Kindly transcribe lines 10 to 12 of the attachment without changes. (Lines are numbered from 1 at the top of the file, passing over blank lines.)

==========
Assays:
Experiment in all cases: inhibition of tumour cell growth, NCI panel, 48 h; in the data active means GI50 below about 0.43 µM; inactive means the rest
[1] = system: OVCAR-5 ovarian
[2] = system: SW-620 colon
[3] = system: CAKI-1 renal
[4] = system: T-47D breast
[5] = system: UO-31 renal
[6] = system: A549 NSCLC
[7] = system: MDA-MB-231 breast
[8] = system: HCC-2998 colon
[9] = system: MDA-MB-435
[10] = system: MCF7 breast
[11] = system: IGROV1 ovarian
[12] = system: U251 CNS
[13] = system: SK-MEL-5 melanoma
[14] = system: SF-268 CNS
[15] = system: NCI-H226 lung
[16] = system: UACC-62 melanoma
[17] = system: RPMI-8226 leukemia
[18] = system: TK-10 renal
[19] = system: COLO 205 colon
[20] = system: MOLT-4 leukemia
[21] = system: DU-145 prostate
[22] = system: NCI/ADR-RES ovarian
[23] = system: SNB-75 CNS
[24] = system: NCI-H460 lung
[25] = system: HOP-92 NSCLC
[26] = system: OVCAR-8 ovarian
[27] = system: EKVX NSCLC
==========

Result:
[8] = system: HCC-2998 colon
[9] = system: MDA-MB-435
[10] = system: MCF7 breast